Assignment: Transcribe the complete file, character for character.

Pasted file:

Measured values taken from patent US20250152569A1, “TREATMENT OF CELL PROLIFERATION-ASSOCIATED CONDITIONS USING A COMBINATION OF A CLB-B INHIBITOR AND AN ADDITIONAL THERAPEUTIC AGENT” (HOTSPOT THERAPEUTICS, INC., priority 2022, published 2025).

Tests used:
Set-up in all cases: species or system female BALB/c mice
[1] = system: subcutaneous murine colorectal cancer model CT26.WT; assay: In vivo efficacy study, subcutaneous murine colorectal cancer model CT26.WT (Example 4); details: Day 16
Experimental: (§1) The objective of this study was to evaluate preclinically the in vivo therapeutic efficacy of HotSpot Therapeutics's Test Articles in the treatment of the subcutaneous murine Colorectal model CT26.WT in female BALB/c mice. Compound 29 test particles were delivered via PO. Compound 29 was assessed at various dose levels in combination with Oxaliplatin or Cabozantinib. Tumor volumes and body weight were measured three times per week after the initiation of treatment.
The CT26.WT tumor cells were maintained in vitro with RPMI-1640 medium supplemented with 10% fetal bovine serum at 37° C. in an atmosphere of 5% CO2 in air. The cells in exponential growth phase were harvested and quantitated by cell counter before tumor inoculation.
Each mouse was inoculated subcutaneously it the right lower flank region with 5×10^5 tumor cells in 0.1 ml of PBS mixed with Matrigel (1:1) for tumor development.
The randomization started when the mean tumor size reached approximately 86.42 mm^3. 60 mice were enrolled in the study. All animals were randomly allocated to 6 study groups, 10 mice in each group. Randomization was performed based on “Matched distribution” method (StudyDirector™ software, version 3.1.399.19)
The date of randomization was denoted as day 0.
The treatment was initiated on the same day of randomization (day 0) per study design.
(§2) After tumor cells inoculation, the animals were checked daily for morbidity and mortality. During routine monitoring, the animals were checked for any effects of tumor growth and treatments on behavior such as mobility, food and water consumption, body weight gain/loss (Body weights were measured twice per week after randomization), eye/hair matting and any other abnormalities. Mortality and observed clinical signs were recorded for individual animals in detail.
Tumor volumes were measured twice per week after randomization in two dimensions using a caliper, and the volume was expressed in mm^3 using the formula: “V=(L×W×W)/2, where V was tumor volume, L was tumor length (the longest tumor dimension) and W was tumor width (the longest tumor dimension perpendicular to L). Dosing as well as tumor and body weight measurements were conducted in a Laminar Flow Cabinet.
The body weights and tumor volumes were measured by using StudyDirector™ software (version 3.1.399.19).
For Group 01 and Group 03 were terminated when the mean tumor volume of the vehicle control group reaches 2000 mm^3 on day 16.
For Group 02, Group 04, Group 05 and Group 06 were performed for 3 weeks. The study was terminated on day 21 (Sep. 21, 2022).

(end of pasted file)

Measured values taken from patent US20250152569A1, “TREATMENT OF CELL PROLIFERATION-ASSOCIATED CONDITIONS USING A COMBINATION OF A CLB-B INHIBITOR AND AN ADDITIONAL THERAPEUTIC AGENT” (HOTSPOT THERAPEUTICS, INC., priority 2022, published 2025).

Tests used:
Set-up in all cases: species or system female BALB/c mice
[1] = system: subcutaneous murine colorectal cancer model CT26.WT; assay: In vivo efficacy study, subcutaneous murine colorectal cancer model CT26.WT (Example 4); details: Day 16
Experimental: (§1) The objective of this study was to evaluate preclinically the in vivo therapeutic efficacy of HotSpot Therapeutics's Test Articles in the treatment of the subcutaneous murine Colorectal model CT26.WT in female BALB/c mice. Compound 29 test particles were delivered via PO. Compound 29 was assessed at various dose levels in combination with Oxaliplatin or Cabozantinib. Tumor volumes and body weight were measured three times per week after the initiation of treatment.
The CT26.WT tumor cells were maintained in vitro with RPMI-1640 medium supplemented with 10% fetal bovine serum at 37° C. in an atmosphere of 5% CO2 in air. The cells in exponential growth phase were harvested and quantitated by cell counter before tumor inoculation.
Each mouse was inoculated subcutaneously it the right lower flank region with 5×10^5 tumor cells in 0.1 ml of PBS mixed with Matrigel (1:1) for tumor development.
The randomization started when the mean tumor size reached approximately 86.42 mm^3. 60 mice were enrolled in the study. All animals were randomly allocated to 6 study groups, 10 mice in each group. Randomization was performed based on “Matched distribution” method (StudyDirector™ software, version 3.1.399.19)
The date of randomization was denoted as day 0.
The treatment was initiated on the same day of randomization (day 0) per study design.
(§2) After tumor cells inoculation, the animals were checked daily for morbidity and mortality. During routine monitoring, the animals were checked for any effects of tumor growth and treatments on behavior such as mobility, food and water consumption, body weight gain/loss (Body weights were measured twice per week after randomization), eye/hair matting and any other abnormalities. Mortality and observed clinical signs were recorded for individual animals in detail.
Tumor volumes were measured twice per week after randomization in two dimensions using a caliper, and the volume was expressed in mm^3 using the formula: “V=(L×W×W)/2, where V was tumor volume, L was tumor length (the longest tumor dimension) and W was tumor width (the longest tumor dimension perpendicular to L). Dosing as well as tumor and body weight measurements were conducted in a Laminar Flow Cabinet.
The body weights and tumor volumes were measured by using StudyDirector™ software (version 3.1.399.19).
For Group 01 and Group 03 were terminated when the mean tumor volume of the vehicle control group reaches 2000 mm^3 on day 16.
For Group 02, Group 04, Group 05 and Group 06 were performed for 3 weeks. The study was terminated on day 21 (Sep. 21, 2022).